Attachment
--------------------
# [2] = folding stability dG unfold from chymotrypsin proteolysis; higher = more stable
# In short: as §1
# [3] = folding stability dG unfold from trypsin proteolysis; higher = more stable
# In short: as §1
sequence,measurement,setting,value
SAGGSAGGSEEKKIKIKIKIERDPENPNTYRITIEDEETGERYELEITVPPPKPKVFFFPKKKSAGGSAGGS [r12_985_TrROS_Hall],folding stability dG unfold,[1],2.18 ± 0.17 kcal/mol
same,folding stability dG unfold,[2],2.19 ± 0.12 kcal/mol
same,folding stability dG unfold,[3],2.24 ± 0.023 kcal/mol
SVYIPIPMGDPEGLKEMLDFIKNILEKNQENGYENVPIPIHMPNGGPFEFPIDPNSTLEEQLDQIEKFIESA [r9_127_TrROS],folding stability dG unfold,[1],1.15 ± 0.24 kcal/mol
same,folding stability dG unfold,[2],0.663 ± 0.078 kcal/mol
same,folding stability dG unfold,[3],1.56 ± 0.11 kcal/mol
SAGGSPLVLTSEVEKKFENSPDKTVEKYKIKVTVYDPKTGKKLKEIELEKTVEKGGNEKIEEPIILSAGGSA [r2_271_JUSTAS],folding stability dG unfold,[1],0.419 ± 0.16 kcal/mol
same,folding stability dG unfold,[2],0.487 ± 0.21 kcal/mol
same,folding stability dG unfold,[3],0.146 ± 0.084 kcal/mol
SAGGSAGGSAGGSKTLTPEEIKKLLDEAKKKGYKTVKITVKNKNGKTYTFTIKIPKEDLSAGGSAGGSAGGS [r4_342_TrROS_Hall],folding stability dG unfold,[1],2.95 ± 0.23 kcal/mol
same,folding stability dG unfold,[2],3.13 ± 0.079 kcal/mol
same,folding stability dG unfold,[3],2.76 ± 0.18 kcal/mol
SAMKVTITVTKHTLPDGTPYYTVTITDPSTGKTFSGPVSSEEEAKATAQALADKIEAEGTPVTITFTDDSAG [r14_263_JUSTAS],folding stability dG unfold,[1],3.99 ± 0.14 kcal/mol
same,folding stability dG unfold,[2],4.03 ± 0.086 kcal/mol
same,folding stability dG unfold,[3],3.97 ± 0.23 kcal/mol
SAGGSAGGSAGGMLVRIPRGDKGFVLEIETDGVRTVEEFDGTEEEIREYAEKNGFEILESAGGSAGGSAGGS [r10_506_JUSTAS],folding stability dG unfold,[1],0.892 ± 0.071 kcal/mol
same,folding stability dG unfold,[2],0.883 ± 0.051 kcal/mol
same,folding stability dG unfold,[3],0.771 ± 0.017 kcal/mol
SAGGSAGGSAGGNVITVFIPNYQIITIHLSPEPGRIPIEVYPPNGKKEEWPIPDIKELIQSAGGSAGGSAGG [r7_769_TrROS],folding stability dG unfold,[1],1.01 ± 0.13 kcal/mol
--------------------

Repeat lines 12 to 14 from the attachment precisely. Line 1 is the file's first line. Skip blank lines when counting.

SAGGSPLVLTSEVEKKFENSPDKTVEKYKIKVTVYDPKTGKKLKEIELEKTVEKGGNEKIEEPIILSAGGSA [r2_271_JUSTAS],folding stability dG unfold,[1],0.419 ± 0.16 kcal/mol
same,folding stability dG unfold,[2],0.487 ± 0.21 kcal/mol
same,folding stability dG unfold,[3],0.146 ± 0.084 kcal/mol